Rohini is currently trying to figure how to stop two more child marriages she has received information about – both in distant villages.
These days, many people who are aware that child marriage is illegal, marry their children in secrecy without much fanfare. In February 2016, four children from a village near Rohini’s were married off secretly and all of Rohini’s attempts to find the location or details of the event went in vain.
“If I know of something, I will try my best to stop it. But if I don’t know, how can I stop it?! What’s more problematic is that this is the same community I have to come back to, because I live here. So it becomes very risky at times because then people, and at times the whole group, treat me like an outcast. Situations can get very aggressive. You cannot simply use force to stop such acts because then they simply practise in secrecy. You have to change their mindset, their ideology. Today I am here so I can stop these things but what will happen tomorrow when I won’t be here? One has to understand their logic, their problems, their helplessness, and their culture. Then you do counselling to make them understand what the consequences will be on their children. I focus on girls because in our culture the onus for everything falls on the girls – besides bearing children, they are responsible for the whole family, house chores and field work. Their dreams, their aspirations, all are crushed at a tender age.”
Rohini was recently chosen as the Block President of the Bharatiya Gyan Vigyan Samiti and the first thing she did was to start a discussion club in her village. Three months later, the discussion club is already being replicated by journalists and activists in the nearby Baramati taluka. Her idea is simple: the Samiti invites speakers, ranging from people in authority, academics and professionals, who speak for an hour about their work, followed by an hour of Q&A.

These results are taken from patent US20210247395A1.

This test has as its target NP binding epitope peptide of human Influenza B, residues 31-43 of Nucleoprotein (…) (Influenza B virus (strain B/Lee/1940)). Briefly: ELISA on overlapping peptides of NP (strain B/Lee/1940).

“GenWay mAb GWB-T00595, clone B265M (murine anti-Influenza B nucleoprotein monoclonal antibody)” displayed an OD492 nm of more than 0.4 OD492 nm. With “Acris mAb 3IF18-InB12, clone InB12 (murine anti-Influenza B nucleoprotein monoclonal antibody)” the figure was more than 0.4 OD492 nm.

Once a month, everyone is invited to talk as well. The emphasis is on discussion and listening to each other’s perspectives – shouting and aggressive behaviour are discouraged. Sometimes people discuss simple topics such as the role of an authority figure (like a Block Development Officer, for example) and how it impacts them. At other times, the topics could be as complex as religion and dharma.
She says, “It is best to let people get accustomed to the format and then introduce more complex topics that need to be addressed, like child marriage and gender. A discussion club enables conversations and internal change. Learning these things early is good, I think. If I had such information then, I probably wouldn’t have been married at 15. Information is integral and sharing it even more so. I have created a Whatsapp group where people post problems and everybody tries to articulate a solution. Suddenly you have so many ways to deal with a problem. Nobody shares or posts anything else. We all grow together. When I made the video on women not being allowed in a nearby temple, I asked people in the group to send me names of such temples that they knew of. Twenty minutes later, I had 25 names! Such is the power of sharing information within a community. The practice of child marriage, although a criminal offence under the Prohibition of Child Marriage Act (2006), continues unabated across India. Discrimination on the basis of caste and sex is also practised freely, even though these are constitutional offences. Change must be brought from within an individual and within the society, only then will the laws be really implemented. Slowly and steadily, everything will change – it is the only constant after all.”
Watch what these young girls have to say about child marriage:
Here’s how you can stop a child marriage:
- Report it to the local police station
- Report it to the District Magistrate
- Call Childline on 1098
- Write to the National Commission of Protection of Child Rights @firstname.lastname@example.org